Articles

The Benefits of Going to an Addiction Treatment Center

by Rayanne M. Writer

The image source is Pexels.


If you're struggling with a substance abuse problem, you may have tried to quit using on your own. If that's the case and you ended up relapsing, it's important to recognize that you're not alone. The majority of addicts in recovery have tried unsuccessfully to quit without help before they enrolled in a recovery program at an addiction treatment center. The many benefits that this type of structured program provides will significantly increase your chances for a prolonged recovery.

Identify Co-Occurring Conditions

Once you enroll in one of the many accredited California addiction treatment centers in your area, you'll go through a comprehensive intake process. In part, this process will involve a psychological evaluation. This is necessary because it helps the facility's staff determine if you will also need treatment for a co-occurring mental health condition, such as depression or bipolar disorder. Often, people become addicted to drugs or alcohol as a means of self-medicating for a pre-existing mental illness. While they don't realize that this is what they're doing, addicts use the substance to alleviate the symptoms of their disorder. If they don't receive treatment for their mental illness in rehab, they will relapse once they leave the facility. Again, their drug or alcohol use will become an unintentional crutch for helping them cope with the mental illness.

Get Support From Other Recovering Addicts

The first few weeks in rehab will be intimidating in that you won't be permitted to receive visitors or communicate with loved ones. This period of isolation is necessary for a couple reasons, including helping you to adjust to the structure of the addiction treatment program. While you won't be able to communicate with your family, you also won't be alone. You'll begin participating in peer group meetings, where you can get to know the other recovering addicts in the facility. You'll find that the meetings provide you with support and insight from others who are familiar with your situation. These will be the first friendships you'll form in your new sober lifestyle.

Recognize the Reasons You Use

One aspect of addiction treatment will include attending one on one meetings with a licensed counselor. During these meetings, you'll explore your past and talk about your substance use history. This is a necessary step because it will help you and your counselor discover the triggers that prompted you to drink or use drugs. Each person has had different experiences with substance abuse, and they also have different triggers for using. For some, it might be a means of alleviating chronic pain. Typically, alcoholics drink to dull emotional pain or because their friends are drinking. Once you know your triggers, you'll be able to avoid them.

Learn Healthier Coping Mechanisms

One of the most enjoyable aspects of an addiction treatment program is that you'll get to engage in a variety of activities that you find stimulating, entertaining, or pleasurable. Resisting drug or alcohol cravings will largely depend on occupying your time with healthier coping mechanisms. Recovering addicts are especially encouraged to participate in exercise and yoga since these practices help release the same "feel good" neurotransmitters that are simulated through drug or alcohol use. Other activities include meditation, playing games, and learning new hobbies. You may also be introduced to deep tissue massage, acupuncture, chiropractic care, and other forms of physical therapy that will alleviate pain and relax the body.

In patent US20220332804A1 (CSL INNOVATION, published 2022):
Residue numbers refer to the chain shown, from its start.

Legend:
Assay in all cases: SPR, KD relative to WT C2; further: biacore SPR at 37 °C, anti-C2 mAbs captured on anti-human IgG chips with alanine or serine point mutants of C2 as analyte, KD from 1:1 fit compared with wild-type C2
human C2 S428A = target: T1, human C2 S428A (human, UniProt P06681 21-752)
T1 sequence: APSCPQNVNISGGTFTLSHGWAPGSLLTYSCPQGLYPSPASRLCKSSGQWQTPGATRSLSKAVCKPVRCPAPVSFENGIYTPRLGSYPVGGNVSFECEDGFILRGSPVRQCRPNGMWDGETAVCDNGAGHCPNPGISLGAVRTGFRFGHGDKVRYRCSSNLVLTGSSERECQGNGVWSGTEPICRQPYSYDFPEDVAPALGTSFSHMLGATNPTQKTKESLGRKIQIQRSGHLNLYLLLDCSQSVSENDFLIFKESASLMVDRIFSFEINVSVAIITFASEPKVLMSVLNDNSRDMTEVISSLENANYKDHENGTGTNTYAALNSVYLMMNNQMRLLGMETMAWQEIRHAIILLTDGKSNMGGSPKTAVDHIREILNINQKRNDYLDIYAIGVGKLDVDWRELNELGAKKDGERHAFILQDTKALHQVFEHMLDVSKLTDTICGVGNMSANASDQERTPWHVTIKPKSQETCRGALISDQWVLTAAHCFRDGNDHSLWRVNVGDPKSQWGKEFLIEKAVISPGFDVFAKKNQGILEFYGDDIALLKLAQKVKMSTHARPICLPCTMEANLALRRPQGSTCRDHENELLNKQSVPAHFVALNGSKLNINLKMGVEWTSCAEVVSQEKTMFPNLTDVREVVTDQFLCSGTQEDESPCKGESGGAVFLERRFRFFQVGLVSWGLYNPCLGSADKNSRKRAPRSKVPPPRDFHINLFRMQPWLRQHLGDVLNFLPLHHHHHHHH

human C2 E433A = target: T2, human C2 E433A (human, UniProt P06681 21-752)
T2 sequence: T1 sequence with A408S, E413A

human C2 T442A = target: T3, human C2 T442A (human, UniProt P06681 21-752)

Rebuild Important Relationships

As you struggled with addiction, you undoubtedly strained some relationships that were important to you. While you might not have meant to push your loved ones away, you're probably not as close with your parents, siblings, spouse, or children. Later in your recovery program, you'll have a chance to mend those relationships. Your family will be asked to join you in group therapy sessions, where you can work on the problems that your addiction and subsequent behavior caused. This can help you rebuild stronger relationships as you work out the problems that weaken those relationship ties.

Conclusion

If you do have a substance abuse problem, the first step is to admit that you have a problem with addiction. Once you realize that you need help, you'll benefit from the therapy, guidance, and support that a structured recovery program will provide. With the help of your counselors, therapists, and fellow addicts in recovery, you can start on a path towards a healthier and clean lifestyle.


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About Rayanne M. Advanced   Writer

4 connections, 4 recommendations, 282 honor points.
Joined APSense since, June 15th, 2020, From Corvallis, United States.

Created on Nov 29th 2021 17:16. Viewed 136 times.

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